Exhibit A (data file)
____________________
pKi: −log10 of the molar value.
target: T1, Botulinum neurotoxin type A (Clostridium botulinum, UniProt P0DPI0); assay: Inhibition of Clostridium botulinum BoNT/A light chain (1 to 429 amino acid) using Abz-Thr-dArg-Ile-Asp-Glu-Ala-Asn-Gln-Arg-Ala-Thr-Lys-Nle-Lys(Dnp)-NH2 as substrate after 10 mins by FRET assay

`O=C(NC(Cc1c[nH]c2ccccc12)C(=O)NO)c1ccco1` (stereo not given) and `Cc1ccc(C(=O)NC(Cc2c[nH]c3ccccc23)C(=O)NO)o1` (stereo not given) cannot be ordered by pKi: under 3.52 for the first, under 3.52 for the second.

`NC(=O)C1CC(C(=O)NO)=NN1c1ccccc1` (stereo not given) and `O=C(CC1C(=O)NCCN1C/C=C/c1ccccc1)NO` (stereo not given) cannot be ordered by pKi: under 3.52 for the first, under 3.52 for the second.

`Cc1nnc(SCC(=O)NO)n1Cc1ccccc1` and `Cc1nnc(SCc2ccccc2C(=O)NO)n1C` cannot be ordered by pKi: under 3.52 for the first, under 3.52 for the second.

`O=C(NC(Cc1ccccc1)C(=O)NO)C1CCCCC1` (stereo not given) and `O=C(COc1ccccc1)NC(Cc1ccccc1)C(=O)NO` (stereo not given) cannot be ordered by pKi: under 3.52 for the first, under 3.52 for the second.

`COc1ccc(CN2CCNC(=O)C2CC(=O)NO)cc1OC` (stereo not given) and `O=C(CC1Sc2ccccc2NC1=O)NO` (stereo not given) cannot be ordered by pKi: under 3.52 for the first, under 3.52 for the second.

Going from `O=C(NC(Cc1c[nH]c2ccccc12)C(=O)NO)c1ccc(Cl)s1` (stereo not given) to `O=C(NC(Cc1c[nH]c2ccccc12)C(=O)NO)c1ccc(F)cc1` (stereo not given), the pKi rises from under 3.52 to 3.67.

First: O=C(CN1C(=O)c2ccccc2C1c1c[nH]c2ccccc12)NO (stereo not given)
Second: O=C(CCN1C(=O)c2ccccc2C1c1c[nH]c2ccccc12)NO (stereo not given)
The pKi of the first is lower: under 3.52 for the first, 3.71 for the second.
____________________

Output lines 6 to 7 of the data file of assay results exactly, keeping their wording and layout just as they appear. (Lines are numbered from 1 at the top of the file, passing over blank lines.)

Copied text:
`O=C(NC(Cc1ccccc1)C(=O)NO)C1CCCCC1` (stereo not given) and `O=C(COc1ccccc1)NC(Cc1ccccc1)C(=O)NO` (stereo not given) cannot be ordered by pKi: under 3.52 for the first, under 3.52 for the second.

`COc1ccc(CN2CCNC(=O)C2CC(=O)NO)cc1OC` (stereo not given) and `O=C(CC1Sc2ccccc2NC1=O)NO` (stereo not given) cannot be ordered by pKi: under 3.52 for the first, under 3.52 for the second.